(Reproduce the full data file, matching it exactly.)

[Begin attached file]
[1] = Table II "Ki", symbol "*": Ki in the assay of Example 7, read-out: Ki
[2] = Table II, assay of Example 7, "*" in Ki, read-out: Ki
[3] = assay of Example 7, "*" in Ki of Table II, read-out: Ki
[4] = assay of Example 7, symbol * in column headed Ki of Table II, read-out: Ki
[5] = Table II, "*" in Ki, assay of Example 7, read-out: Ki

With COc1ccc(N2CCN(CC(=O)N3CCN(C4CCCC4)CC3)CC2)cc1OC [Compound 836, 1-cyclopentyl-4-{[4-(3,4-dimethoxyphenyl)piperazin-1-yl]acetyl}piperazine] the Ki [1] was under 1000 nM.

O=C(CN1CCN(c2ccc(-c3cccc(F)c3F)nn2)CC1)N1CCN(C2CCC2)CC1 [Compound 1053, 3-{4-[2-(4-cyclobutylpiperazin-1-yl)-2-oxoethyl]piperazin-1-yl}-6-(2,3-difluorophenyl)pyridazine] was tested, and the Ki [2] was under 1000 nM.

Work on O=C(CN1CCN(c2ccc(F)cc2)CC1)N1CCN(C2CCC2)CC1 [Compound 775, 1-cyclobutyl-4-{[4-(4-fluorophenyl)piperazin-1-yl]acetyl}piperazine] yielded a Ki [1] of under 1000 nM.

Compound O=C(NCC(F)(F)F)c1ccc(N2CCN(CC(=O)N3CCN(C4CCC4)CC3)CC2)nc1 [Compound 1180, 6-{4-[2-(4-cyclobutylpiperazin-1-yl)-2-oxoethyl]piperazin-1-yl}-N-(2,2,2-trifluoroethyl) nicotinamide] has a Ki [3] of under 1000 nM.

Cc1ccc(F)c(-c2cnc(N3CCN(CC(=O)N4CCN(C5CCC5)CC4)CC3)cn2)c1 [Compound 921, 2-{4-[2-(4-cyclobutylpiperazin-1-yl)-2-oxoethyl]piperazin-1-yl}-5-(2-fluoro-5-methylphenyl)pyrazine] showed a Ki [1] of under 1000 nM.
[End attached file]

[1] = Table II "Ki", symbol "*": Ki in the assay of Example 7, read-out: Ki
[2] = Table II, assay of Example 7, "*" in Ki, read-out: Ki
[3] = assay of Example 7, "*" in Ki of Table II, read-out: Ki
[4] = assay of Example 7, symbol * in column headed Ki of Table II, read-out: Ki
[5] = Table II, "*" in Ki, assay of Example 7, read-out: Ki

With COc1ccc(N2CCN(CC(=O)N3CCN(C4CCCC4)CC3)CC2)cc1OC [Compound 836, 1-cyclopentyl-4-{[4-(3,4-dimethoxyphenyl)piperazin-1-yl]acetyl}piperazine] the Ki [1] was under 1000 nM.

O=C(CN1CCN(c2ccc(-c3cccc(F)c3F)nn2)CC1)N1CCN(C2CCC2)CC1 [Compound 1053, 3-{4-[2-(4-cyclobutylpiperazin-1-yl)-2-oxoethyl]piperazin-1-yl}-6-(2,3-difluorophenyl)pyridazine] was tested, and the Ki [2] was under 1000 nM.

Work on O=C(CN1CCN(c2ccc(F)cc2)CC1)N1CCN(C2CCC2)CC1 [Compound 775, 1-cyclobutyl-4-{[4-(4-fluorophenyl)piperazin-1-yl]acetyl}piperazine] yielded a Ki [1] of under 1000 nM.

Compound O=C(NCC(F)(F)F)c1ccc(N2CCN(CC(=O)N3CCN(C4CCC4)CC3)CC2)nc1 [Compound 1180, 6-{4-[2-(4-cyclobutylpiperazin-1-yl)-2-oxoethyl]piperazin-1-yl}-N-(2,2,2-trifluoroethyl) nicotinamide] has a Ki [3] of under 1000 nM.

Cc1ccc(F)c(-c2cnc(N3CCN(CC(=O)N4CCN(C5CCC5)CC4)CC3)cn2)c1 [Compound 921, 2-{4-[2-(4-cyclobutylpiperazin-1-yl)-2-oxoethyl]piperazin-1-yl}-5-(2-fluoro-5-methylphenyl)pyrazine] showed a Ki [1] of under 1000 nM.